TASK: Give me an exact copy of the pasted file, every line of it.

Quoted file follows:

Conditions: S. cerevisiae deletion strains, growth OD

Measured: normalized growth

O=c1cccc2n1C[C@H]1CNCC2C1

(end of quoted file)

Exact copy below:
Conditions: S. cerevisiae deletion strains, growth OD

Measured: normalized growth

O=c1cccc2n1C[C@H]1CNCC2C1